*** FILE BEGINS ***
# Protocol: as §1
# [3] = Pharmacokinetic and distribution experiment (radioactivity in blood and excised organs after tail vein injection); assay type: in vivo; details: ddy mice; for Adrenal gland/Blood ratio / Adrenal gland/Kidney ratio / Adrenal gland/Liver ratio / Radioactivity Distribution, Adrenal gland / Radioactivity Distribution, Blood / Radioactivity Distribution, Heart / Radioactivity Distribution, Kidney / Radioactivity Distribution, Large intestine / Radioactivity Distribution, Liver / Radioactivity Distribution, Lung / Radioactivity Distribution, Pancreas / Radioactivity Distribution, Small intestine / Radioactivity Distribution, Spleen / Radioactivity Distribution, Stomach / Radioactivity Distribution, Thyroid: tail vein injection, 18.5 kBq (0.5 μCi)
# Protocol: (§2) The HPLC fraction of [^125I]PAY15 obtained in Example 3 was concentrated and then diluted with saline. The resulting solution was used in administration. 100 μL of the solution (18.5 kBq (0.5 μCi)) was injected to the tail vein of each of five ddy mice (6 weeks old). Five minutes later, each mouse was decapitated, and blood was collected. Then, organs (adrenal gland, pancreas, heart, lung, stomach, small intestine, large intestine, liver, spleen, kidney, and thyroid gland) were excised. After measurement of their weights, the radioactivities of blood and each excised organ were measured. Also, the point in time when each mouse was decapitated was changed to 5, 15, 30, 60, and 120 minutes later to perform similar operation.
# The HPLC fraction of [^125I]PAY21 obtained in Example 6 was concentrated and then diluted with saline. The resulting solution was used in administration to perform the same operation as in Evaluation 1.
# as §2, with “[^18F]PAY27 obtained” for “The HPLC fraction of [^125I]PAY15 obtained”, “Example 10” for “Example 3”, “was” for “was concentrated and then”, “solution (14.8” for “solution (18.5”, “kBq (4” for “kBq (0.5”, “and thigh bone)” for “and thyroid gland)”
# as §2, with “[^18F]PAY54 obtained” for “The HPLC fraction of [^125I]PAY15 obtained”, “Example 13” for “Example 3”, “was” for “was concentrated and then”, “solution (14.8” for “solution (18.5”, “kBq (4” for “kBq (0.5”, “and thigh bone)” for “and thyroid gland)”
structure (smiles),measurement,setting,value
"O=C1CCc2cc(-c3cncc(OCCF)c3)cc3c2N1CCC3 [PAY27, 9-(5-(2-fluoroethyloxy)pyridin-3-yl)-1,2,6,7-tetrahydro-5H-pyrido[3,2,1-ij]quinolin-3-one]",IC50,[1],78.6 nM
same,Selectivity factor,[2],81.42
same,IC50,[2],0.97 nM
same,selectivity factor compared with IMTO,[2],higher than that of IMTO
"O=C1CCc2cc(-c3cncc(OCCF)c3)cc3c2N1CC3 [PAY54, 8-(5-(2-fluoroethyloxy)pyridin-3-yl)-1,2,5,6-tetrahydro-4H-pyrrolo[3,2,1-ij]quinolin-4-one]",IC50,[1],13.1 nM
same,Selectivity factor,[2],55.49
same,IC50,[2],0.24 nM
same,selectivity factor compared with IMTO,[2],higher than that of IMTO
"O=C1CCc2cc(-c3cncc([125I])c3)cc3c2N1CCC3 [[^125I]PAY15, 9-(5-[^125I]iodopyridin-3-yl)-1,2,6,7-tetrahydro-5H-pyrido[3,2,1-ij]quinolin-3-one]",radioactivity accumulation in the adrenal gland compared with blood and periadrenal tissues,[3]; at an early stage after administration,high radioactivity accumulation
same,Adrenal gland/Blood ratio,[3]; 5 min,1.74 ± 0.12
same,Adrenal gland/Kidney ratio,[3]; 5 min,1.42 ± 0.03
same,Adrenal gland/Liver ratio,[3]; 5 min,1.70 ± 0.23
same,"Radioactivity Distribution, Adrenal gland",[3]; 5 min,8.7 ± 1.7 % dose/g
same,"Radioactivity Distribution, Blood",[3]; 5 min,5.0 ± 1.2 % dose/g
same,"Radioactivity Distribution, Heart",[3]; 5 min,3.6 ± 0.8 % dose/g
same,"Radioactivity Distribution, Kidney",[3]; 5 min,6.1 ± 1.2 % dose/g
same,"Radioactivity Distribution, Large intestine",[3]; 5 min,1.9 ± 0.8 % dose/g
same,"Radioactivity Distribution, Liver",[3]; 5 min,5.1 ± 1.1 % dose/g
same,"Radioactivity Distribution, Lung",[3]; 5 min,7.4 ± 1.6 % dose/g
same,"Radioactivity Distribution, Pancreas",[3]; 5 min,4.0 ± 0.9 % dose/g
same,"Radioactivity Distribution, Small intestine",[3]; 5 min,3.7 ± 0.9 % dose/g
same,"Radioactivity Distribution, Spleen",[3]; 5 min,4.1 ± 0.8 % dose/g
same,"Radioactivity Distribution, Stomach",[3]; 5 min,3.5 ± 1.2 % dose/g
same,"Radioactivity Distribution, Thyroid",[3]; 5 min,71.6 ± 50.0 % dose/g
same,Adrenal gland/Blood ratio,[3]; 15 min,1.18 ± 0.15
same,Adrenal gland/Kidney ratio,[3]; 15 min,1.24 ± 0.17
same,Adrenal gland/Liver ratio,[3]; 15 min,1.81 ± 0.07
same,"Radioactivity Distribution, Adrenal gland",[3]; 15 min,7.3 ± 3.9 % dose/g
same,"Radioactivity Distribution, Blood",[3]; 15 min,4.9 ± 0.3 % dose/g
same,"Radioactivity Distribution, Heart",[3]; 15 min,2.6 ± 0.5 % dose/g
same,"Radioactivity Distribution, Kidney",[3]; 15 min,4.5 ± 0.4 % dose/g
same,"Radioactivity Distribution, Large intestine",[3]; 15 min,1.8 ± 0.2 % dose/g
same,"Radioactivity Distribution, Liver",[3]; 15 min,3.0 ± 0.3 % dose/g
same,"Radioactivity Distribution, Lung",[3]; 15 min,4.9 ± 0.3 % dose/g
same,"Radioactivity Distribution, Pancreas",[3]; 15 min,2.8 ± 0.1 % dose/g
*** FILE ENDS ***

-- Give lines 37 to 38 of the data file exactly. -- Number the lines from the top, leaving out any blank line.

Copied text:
same,"Radioactivity Distribution, Heart",[3]; 15 min,2.6 ± 0.5 % dose/g
same,"Radioactivity Distribution, Kidney",[3]; 15 min,4.5 ± 0.4 % dose/g